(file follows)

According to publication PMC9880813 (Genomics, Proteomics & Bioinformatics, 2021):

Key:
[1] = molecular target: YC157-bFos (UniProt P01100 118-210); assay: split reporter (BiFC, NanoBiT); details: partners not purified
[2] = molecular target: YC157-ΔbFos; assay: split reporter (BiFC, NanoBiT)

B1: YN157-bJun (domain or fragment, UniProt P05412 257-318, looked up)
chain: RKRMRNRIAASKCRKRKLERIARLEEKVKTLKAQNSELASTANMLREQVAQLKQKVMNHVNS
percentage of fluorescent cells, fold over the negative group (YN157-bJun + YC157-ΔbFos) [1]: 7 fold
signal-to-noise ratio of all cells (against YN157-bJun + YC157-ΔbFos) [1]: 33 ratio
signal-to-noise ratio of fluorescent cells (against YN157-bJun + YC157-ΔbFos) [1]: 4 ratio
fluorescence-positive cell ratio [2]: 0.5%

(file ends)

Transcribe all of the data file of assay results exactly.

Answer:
According to publication PMC9880813 (Genomics, Proteomics & Bioinformatics, 2021):

Key:
[1] = molecular target: YC157-bFos (UniProt P01100 118-210); assay: split reporter (BiFC, NanoBiT); details: partners not purified
[2] = molecular target: YC157-ΔbFos; assay: split reporter (BiFC, NanoBiT)

B1: YN157-bJun (domain or fragment, UniProt P05412 257-318, looked up)
chain: RKRMRNRIAASKCRKRKLERIARLEEKVKTLKAQNSELASTANMLREQVAQLKQKVMNHVNS
percentage of fluorescent cells, fold over the negative group (YN157-bJun + YC157-ΔbFos) [1]: 7 fold
signal-to-noise ratio of all cells (against YN157-bJun + YC157-ΔbFos) [1]: 33 ratio
signal-to-noise ratio of fluorescent cells (against YN157-bJun + YC157-ΔbFos) [1]: 4 ratio
fluorescence-positive cell ratio [2]: 0.5%